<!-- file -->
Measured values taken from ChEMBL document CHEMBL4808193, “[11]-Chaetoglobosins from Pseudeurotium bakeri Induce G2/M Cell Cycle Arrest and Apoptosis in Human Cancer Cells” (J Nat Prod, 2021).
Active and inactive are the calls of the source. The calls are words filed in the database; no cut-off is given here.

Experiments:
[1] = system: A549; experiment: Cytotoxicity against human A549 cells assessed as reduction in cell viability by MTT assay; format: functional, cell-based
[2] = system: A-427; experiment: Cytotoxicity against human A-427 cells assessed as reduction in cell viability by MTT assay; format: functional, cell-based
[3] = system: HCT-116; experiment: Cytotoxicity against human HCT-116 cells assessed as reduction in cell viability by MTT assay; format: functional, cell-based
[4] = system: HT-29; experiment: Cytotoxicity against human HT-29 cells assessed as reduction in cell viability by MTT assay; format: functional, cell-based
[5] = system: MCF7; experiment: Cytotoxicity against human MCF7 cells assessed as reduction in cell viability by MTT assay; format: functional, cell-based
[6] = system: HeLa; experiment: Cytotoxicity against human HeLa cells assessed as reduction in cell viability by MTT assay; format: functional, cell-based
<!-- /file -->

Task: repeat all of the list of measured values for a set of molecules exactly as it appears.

Measured values taken from ChEMBL document CHEMBL4808193, “[11]-Chaetoglobosins from Pseudeurotium bakeri Induce G2/M Cell Cycle Arrest and Apoptosis in Human Cancer Cells” (J Nat Prod, 2021).
Active and inactive are the calls of the source. The calls are words filed in the database; no cut-off is given here.

Experiments:
[1] = system: A549; experiment: Cytotoxicity against human A549 cells assessed as reduction in cell viability by MTT assay; format: functional, cell-based
[2] = system: A-427; experiment: Cytotoxicity against human A-427 cells assessed as reduction in cell viability by MTT assay; format: functional, cell-based
[3] = system: HCT-116; experiment: Cytotoxicity against human HCT-116 cells assessed as reduction in cell viability by MTT assay; format: functional, cell-based
[4] = system: HT-29; experiment: Cytotoxicity against human HT-29 cells assessed as reduction in cell viability by MTT assay; format: functional, cell-based
[5] = system: MCF7; experiment: Cytotoxicity against human MCF7 cells assessed as reduction in cell viability by MTT assay; format: functional, cell-based
[6] = system: HeLa; experiment: Cytotoxicity against human HeLa cells assessed as reduction in cell viability by MTT assay; format: functional, cell-based